Daniel remembered them all, the ghosts from his past. His mother, his father. The siblings he hadn’t spoken to in decades when he had heard of their deaths. Worse were the comrades who had fallen in battle while he had survived. Especially one.
Why had he survived? He wasn’t stronger or braver. He hadn’t been a better shot. He remembered lying on his stomach behind piled sandbags, firing blindly at an enemy he couldn’t see, shells and bullets whistling all around him.
Aiden, his forbidden love, lay next to him, his own rifle belching bullets Daniel knew he prayed didn’t find a mark.
Aiden had always been the softer of the two. He had cried when, at thirteen, they found a dead cat on the side of the road, hopelessly tried to save her litter of kittens. Cried for them too.
Childhood friends, their love had grown slowly. Aiden had recognized it first, but always shy, waited for Daniel to ask. And he did. They hid their love through teenage years spent pretending interest in girls.
Against Aiden’s wishes, Daniel, at sixteen, told his sister, believing she would understand. She went straight to their parents. Outraged, they threw him out on his ear, told him he was lucky they didn’t have him arrested. Aiden’s family followed suit. Having learned a bitter lesson, they moved to the big city, Aiden, as always forgiving him no matter what his stupid choices cost them both.
War arrived before the boys could do more than find a hovel to live in and hire themselves out as day laborers. They posed as roommates, rather than lovers. Nazi Germany’s tanks rolled across Europe. Daniel made another rash decision and, with falsified documents, enlisted, with an always accepting Aiden following suit.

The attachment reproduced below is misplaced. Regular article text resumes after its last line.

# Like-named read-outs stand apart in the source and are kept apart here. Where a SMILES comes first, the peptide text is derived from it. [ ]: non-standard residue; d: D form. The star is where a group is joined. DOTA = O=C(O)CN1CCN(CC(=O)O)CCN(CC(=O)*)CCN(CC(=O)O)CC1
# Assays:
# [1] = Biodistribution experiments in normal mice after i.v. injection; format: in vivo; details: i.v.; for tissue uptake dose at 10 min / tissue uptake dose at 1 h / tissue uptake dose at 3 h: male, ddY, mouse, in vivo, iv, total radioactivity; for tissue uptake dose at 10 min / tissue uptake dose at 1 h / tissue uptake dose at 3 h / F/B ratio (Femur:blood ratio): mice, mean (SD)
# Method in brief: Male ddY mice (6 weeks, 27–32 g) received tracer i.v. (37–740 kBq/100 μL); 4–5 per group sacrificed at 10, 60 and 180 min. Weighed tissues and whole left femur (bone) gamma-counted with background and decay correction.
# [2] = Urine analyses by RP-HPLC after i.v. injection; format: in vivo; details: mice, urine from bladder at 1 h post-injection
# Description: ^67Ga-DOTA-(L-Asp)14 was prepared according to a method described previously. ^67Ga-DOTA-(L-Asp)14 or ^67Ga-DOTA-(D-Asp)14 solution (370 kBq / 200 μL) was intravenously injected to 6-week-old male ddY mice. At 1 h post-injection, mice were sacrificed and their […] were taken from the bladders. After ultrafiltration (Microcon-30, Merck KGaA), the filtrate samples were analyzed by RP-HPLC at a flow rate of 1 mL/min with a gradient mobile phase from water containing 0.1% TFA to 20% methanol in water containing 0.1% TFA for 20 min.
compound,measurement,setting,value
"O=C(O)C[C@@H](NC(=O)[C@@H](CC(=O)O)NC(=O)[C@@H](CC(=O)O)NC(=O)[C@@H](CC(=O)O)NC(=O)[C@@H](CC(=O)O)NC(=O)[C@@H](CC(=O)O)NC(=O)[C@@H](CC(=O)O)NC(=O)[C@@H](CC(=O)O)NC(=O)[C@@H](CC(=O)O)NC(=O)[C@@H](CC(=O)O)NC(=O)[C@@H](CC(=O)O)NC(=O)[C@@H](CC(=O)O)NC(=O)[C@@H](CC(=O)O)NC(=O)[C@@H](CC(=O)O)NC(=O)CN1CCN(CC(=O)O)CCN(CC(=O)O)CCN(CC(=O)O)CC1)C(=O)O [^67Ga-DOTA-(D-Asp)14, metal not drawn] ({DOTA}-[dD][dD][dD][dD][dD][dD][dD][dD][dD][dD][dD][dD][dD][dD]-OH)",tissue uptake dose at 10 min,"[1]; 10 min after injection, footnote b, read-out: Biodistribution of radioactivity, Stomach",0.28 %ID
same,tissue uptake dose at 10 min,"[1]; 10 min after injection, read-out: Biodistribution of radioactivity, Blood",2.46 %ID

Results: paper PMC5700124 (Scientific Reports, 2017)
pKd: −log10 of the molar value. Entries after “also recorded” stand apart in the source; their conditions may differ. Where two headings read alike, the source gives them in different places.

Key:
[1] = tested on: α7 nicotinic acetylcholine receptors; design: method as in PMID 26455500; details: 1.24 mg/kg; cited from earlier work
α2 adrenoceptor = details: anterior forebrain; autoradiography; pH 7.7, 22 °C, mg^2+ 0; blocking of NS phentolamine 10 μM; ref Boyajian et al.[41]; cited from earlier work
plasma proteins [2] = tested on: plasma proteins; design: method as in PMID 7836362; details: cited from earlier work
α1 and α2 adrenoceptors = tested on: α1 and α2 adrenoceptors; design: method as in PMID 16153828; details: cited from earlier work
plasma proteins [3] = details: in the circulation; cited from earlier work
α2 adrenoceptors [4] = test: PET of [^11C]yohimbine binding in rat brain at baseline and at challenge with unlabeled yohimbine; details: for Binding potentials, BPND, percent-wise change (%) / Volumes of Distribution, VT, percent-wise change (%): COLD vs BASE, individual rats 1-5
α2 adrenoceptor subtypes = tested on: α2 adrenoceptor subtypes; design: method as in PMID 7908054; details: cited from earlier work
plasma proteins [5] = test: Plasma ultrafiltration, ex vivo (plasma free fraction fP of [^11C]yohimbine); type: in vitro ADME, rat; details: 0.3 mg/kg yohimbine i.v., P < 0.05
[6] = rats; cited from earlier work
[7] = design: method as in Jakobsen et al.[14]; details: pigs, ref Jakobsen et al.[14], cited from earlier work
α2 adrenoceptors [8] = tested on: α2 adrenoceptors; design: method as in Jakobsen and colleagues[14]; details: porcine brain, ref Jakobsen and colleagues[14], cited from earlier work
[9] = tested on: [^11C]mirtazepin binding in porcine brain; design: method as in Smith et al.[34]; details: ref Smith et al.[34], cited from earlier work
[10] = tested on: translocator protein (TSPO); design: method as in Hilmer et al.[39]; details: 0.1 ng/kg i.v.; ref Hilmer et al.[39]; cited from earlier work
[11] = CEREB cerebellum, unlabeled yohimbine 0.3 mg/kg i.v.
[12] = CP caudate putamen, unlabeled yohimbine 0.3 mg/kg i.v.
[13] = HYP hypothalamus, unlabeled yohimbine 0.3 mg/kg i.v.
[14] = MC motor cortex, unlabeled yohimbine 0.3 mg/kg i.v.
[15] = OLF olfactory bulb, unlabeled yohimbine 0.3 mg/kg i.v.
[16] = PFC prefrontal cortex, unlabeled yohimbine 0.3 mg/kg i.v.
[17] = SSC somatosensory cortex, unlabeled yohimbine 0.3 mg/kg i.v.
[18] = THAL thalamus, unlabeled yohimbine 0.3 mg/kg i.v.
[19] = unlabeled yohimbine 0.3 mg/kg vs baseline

Hiding their love became survival during the war. The threat of death from an enemy bullet was a never ending threat, but discovery of homosexuality brought swift retribution from one’s own troops. Secrecy held their only meager hope of safety.
Then, that awful day, behind those sandbags, he stole a glance at his childhood friend, his love. At eighteen they had already survived countless firefights, laughing and drinking with comrades as they all hid their trauma.
One glance changed Daniel’s life forever. Aiden lay flat on the ground, facing the sky, a gaping hole in his chest. His eyes stared, unseeing at a sun half-obscured by smoke and cloud.
Something broke in Daniel. He crawled to his love, heedless of the bullets whizzing past his head. Tears pouring in dirty tracks down his cheeks, he pulled Aiden to him. An anguished scream tore itself from Daniels’ own chest, leaving a wound that would never heal.
Daniel, still holding Aiden when the medics found him, hadn’t noticed his own injuries. They were enough to disqualify him from further service. He went home, and buried his best friend — his love.
They called him a hero, one of the few to survive Aiden’s last battle. But he knew better. He had killed the only person who really knew him, really loved him. Had he not enlisted, they would only now be old enough for service. Instead of being on that battlefield, they would have been on a base somewhere beginning their training.
Daniel’s ghosts haunted his dreams, dogged his daytime steps, none more so than Aiden. Aiden who still smiled that crooked smile at him, who still forgave him everything, even the marriage to a woman and the raising of two boys, one of whom bore his name.
An old man, now, dying of cancer, Daniel sat on Aiden’s grave and wondered what he would have made of this new world. A world in which they could have openly loved and married. A world in which Daniel would not have made the decision to hide. He wanted to ask Aiden, but the ghost of Daniel’s crushed dreams never answered. He only smiled and blew a kiss.